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This documentation is open to be edited by all CODESYS Forge developers. It can be used to share global information, which is of interest for developers of differnt projects.
The contents is not ment dogmatic and should provide the reader with enough tips & tricks to help write code which is clearly readable and quicker understood by the community. The developper adhering to these tips & tricks, in return, will reap the benefits in an obvious manner. So, following tips & tricks is strongly encouraged!

  • Software hints
  • Workflows
  • Tutorials
  • Coding tips, - standards or - styles
  • ...

Recommended Software

CODESYS programming

Use the CODESYS programming system in the latest version. It's use is completely free.

You can the program every CODESYS programmable PLC with it, or use the 2h Demo of one of the SL runtimes:

  • CODESYS Control Win V3
  • CODESYS Control for Raspberry Pi SL
  • CODESYS Control for Linux SL

The demos are running 2h and can be restarted as often as you want.

Version Control System

You should use SVN when you want to have a good version control system with CODESYS projects, and if you want to publish them on CODESYS Forge.

CODESYS SVN can be freely used with CODESYS Forge. But we reconnend to use the tool cforge, as it improves the workflow with CODESYS Forge pretty much.

Versioning

Project versions

When it comes to library compatibility, the rule is really as easy as that:

"The CODESYS version of the user should be greater or equal to the format of the library."

Things like the compiler version, visu profile, etc. will usually be used from the final project, not from the library.

Offcourse there are some known exceptions;
;
;
* etc

Versioning of own items

The following version scheme suggestion is empirical in nature;

 v0.0.0.1    Initial version: Your first library / project in beta stage

whenever you code or bugfix just arbitrarily count up as you see fit, there is no right or wrong;

 v0.0.0.2    Bugfixes/coding version 2
 ..
 v0.0.0.49   Bugfixes/coding version 49
 etc, etc.

whenever you have tested a complete stable internal version;

 v0.0.1.0    your first stable version (tested)
 ..
 v0.0.1.3    your first stable version (tested) with some bugfixes
 ..
 v0.0.2.0    your second stable version (tested)
 ..
 v0.0.3.11   your third stable version (tested) with more bugfixes
 etc, etc.

whenever you have software which you have tested externally (public beta);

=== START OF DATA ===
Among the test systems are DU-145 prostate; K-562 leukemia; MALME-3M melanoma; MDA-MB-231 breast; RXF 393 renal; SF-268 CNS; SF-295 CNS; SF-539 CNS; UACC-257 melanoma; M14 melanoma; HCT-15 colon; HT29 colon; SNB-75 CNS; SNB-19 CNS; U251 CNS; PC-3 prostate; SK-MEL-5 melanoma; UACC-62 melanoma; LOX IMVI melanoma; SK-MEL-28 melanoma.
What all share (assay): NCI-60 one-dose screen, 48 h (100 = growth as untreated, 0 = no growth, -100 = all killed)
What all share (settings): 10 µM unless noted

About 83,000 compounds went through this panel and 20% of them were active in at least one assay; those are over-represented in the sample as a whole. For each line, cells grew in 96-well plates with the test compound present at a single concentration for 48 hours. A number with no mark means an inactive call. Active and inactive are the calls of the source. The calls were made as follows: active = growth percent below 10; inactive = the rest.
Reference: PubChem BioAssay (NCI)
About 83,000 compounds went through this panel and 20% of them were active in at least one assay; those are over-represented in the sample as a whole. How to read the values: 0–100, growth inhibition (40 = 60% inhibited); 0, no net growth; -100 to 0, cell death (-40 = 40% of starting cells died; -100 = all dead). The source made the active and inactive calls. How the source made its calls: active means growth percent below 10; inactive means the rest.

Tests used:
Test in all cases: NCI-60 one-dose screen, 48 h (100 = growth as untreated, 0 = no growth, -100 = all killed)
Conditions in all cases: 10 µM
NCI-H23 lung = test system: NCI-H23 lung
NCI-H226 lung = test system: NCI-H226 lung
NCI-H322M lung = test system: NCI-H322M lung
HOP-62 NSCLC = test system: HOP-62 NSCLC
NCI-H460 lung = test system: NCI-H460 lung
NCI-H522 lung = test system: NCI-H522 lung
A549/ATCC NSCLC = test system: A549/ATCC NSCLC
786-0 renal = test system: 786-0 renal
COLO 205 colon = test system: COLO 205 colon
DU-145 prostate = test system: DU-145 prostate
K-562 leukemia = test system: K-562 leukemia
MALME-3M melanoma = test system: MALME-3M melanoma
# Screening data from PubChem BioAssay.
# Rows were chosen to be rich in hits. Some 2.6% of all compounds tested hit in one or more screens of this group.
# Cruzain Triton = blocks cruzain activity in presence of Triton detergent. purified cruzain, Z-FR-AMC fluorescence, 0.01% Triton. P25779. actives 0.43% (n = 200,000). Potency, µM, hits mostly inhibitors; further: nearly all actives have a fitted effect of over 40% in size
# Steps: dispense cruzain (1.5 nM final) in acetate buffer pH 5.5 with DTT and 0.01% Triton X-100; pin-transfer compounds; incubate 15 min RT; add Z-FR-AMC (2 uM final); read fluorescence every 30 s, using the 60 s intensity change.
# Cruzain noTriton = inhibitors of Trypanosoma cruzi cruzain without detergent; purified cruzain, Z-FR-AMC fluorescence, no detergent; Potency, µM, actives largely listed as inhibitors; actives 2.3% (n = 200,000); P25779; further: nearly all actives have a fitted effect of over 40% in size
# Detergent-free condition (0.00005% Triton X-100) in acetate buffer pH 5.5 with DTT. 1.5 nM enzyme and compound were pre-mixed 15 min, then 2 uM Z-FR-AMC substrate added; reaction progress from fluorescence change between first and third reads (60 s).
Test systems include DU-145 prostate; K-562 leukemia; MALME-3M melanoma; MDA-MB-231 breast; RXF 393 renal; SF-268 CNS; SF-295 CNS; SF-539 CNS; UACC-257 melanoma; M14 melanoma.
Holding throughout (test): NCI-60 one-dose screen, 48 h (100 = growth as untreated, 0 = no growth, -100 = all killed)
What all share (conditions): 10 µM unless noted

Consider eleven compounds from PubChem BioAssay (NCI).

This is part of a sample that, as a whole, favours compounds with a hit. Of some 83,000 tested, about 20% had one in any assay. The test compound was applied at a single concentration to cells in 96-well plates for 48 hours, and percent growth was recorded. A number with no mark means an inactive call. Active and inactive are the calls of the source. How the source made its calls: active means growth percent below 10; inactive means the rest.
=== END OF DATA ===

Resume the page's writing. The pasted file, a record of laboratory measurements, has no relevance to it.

v0.1.0.0    your first public beta version (tested/ publicly released)
 ..
 v0.1.0.2    your first public beta version (tested/ publicly released) with some bug fixes
 ..
 v0.2.0.0    your second public beta version (tested/ publicly released)
 etc, etc.

Whenever you have a stable public alpha release;

 v1.0.0.0    Your first alpha released version
 ..
 v1.0.0.6    Your first alpha released version with some bugfixes
 ..
 v1.1.0.9    An alpha released version with a beta tested/released component and some bugfixes
 ..
 v2.0.0.0    Your second alpha released version
 etc, etc.

As seen, this versioning scheme leaves "room" for (arbitrarily) smaller or larger code updates while also providing a clear overview of the development progress.

Offcourse, other versioning scheme's are possible (provide examples).

Coding tips

  • when using RTS_IEC_HANDLE and RTS_IEC_RESULT types, please add SysTypes2 Interfaces (3.5.4.0);
  • if possible, use standard error codes (CmpErrors or CmpErrors2 Interfaces);
  • if possible, avoid using dynamic memory (the usage of NEW operator);
  • always use Structured Text (ST) language whenever possible as ST is by far the most versatile language, in which all operations, manipulations and functions are possible;
  • document the source code, add meaningful comments to it;
  • for modern coding style advice: read the CODESYS v3 library development tips as provided in CODESYS help,
    The tips and practices laid out in the CODESYS help are pretty complete but not as thorough as Steve McConnell "Code Complete", though they provide a very good starting point.
    For further reading see e.g. Steve McConnell "Code Complete";

External References

The following is a list of some greate resources about some more advanced programming techniques.